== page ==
The cerebral cortex is divided into 4 lobes: the frontal lobe (blue), parietal lobe (yellow), occipital lobe (pink) and the temporal lobe (green). Damage to the region where the parietal and temporal lobe meet (the temporoparietal junction, or TPJ) has been known to cause out-of-body experiences (OBEs).

No pulse, no respiration, and fixed dilated pupils are used as measures to determine a lack of brain function, and should mean that it is not possible to form memories of experiences during this time. Without further tests to define the exact period of brain activity at which the NDE may occur, it isn’t really possible to know if the brain is classifiably ‘dead’ during an NDE. However, using electroencephalography (a test that detects brain activity), studies in rats have demonstrated heightened brain activity directly following cardiac arrest; rats anesthetised to stop their hearts demonstrated a spike in brain activity suggesting regions of the brain were communicating more actively than an awake brain, before flatlining after 30 seconds. Could this burst of activity provide an individual with the experiences they describe?

Clearly the kind of experiments that Dr Hap conducts in ‘The OA’ violate human rights and are ethically wrong, meaning that in the real world tangeable data on humans experiencing NDEs is much more difficult to obtain. There have been several small studies gathering anecdotal data which have focused on simply proving that NDEs are possible. In 2008 the AWAreness during REsuscitation’ or ‘AWARE’ study by Dr Sam Parnia, 2,060 cardiac arrest patients from 15 different hospitals in the UK, US, and Austria were assessed for NDEs. Of this sample group, only 9 were identified as having experienced an NDE, with 2 of these reporting specific auditory/visual awareness of the physical environment (the hospital room). Follow up interview of one of these subjects (a 57 year old man) details an out of body experience where he observed the events that occurred in the room at the time of his resuscitation (to read about a similar case, look up the 'Tennis Shoe' near death experience). As one report isn't much to go on in terms of proof, further research is due to take place in a second study,  'AWARE II'. In addition, other studies have gathered reports detailing the transformative effects of NDEs i.e. found purpose in life and relationships.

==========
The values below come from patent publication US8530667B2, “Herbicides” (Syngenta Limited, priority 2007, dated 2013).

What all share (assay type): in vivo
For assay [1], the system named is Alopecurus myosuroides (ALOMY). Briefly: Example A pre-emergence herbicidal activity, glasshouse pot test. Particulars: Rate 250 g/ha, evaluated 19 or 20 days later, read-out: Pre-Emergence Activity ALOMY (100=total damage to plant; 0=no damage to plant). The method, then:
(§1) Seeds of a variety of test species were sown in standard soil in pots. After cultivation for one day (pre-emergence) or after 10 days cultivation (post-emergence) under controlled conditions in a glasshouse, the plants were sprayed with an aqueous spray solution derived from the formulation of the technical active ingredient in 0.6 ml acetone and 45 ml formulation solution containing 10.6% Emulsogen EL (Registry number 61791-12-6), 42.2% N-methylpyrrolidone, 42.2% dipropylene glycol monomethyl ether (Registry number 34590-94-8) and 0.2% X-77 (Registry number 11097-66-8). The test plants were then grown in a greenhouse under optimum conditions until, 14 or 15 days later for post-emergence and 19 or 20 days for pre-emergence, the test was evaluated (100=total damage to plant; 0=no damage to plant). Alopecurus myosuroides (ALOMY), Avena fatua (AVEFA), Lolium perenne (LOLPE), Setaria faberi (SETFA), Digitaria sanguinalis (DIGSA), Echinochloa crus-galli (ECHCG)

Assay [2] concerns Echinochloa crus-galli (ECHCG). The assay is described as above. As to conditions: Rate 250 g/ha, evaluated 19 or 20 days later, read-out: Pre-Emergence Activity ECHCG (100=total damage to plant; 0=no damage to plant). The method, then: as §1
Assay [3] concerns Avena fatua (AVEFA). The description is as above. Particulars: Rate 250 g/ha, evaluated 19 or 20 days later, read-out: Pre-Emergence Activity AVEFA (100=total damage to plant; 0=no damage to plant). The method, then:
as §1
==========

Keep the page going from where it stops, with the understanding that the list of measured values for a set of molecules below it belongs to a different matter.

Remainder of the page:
Is this the real life? Is this just fantasy?
Is death the end, or is there a life after this one, a heaven, a place where your spirit goes after your physical body had died? I’d say no, but then again I am an atheist, scientist, and sceptic of pretty much all things paranormal or spiritual. Whilst evidence to support the argument either way is severly lacking at this time, personally I believe NDEs will be shown to be the result of a combination of psychological influences (‘wishful thinking’) combined with neuroanatomical damage when blood flow (and therefore oxygen) to the brain is impaired. Maybe I’m wrong. But let’s hope I never have the chance to find out!
- Jess

'Ascent of the Blessed' by Hieronymous Bosch (circa 1450-1516)
Some NDE researchers associate this painting with aspects of near death experiences.

Title quote from 'The OA', Season 1, Episode 4 'Away'